• Finding New Inspirations : Modernism Vs Mimicry

The shift from traditionalism to modernism in the mid 19th century resulted from the criticism of traditionalism because of its contradictions of hiding modern building technology with a facade of ornamental traditional styles. At the time, modernists advocated for truth to materiality and construction technology.

Iwan Baan Hotel in Ivory Coast African Modernism

The Mali Hotel, an example of contemporary and traditionalist merging into harmony in African Modernism 

The debate today continues with a modernist view that everything that is built today is contemporary by virtue of the time it is built, and that traditionalists should embrace the benefits of innovation & technology; against a traditionalist view that there is need to separate personal preference from what is good design. In order for a new development to resonate deeply in a community, the social traditions associated with a particular place (or people) must be integrated fully into the design. One traditionalist, Robert Adam, argues that only designers (architects) struggle with this issue and that the average person wants what is convenient and advanced. Design, therefore, cannot ignore the changing times, preferences and tastes; it must address client needs but similarly take on board the existing context, scale and pre-existing traditions to strike a balance between the two.

moscow school of management david adjaye

David Adjaye's Moscow Exhibition Centre in Russia

But where do we draw the line between modernisation and mimicry? Where do our identities lie? Yuen argues that the more distinct a place/city is, the more likely it is to succeed. Some of our African artists seem to have quickly grasped this concept and our builders are yet to catch up. Consider world re-known African musicians whose music, though incomprehensible, remains timeless; usually the sound is distinct. The challenge to retain identity, remain relevant and re-invent the wheel is no doubt of particular concern to architects practising in developing countries, and especially for those within the African context. While there is an out-cry of client-directed design, it is important to accept that many modern works of architecture in this region are yet to develop a design identity; what-with an internal conflict of acknowledging changing times on one hand and on the other the desire to remain regional- not traditional.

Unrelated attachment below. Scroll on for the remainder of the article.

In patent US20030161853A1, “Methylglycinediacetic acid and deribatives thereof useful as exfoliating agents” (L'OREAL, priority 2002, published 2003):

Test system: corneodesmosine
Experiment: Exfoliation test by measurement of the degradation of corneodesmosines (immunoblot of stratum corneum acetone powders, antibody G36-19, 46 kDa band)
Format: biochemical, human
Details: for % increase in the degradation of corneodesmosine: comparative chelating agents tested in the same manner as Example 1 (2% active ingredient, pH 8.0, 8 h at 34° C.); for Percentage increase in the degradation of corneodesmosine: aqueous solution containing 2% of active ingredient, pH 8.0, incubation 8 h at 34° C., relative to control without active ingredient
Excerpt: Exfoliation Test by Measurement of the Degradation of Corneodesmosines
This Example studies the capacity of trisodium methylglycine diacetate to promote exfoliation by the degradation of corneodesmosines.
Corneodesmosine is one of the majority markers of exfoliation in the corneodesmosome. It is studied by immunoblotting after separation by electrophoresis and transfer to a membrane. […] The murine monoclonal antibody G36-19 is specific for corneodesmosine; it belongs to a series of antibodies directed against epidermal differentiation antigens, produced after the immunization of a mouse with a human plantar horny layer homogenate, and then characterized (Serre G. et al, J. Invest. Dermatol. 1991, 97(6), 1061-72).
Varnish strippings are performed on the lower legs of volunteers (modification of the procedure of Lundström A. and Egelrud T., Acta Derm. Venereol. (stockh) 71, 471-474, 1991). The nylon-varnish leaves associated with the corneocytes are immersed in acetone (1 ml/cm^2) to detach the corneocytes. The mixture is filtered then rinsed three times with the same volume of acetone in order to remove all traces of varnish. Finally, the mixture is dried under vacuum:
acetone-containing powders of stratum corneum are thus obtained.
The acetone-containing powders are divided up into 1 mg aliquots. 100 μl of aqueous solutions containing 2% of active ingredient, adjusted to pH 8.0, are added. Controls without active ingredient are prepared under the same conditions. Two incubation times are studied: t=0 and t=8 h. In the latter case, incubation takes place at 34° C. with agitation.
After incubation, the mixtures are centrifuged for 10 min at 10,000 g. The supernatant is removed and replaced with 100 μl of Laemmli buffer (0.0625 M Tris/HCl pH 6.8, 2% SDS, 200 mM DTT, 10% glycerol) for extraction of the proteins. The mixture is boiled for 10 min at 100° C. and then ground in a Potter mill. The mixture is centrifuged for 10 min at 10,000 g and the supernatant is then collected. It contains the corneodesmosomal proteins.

african modernism Angelique Kidjo as a bridge between contemporary and traditional merger

Angelique Kidjo, a globalized African Musician, Perhaps the real deal?

No doubt, the world is becoming increasingly globalized and while the urge to keep up with the rest of the globe is admirable, an architect looking to stand out in this region must not ignore the fact that the adept predecessor of modernism is always keen to differentiate and sometimes reject pastiche designs. At worst, some designs have even been described as ‘slow subsequent declines of imported architecture’. While there’s an understandable reason why the African built landscape has in the past been dominated by foreign architects, the situation has least changed in recent times. I would argue: why go for a look-alike when you can get the real deal? It is for this reason the developer continues to retain the upper hand; our architects are yet to stand out and develop a distinct style that is fresh and at the same time unique to the African landscape and the world at large.


  • Architecture Of African Origin (AOAO): Isn’t this Simply A Members Club?

  • Architecture of African Origin- what is meant by this term? Literally speaking, it alludes to architecture that originated/originates from/in Africa. But a semantic surgery would opine otherwise. Fundamentally, Who are the “originators”? Is it, strictly speaking, the “African indigenous people...


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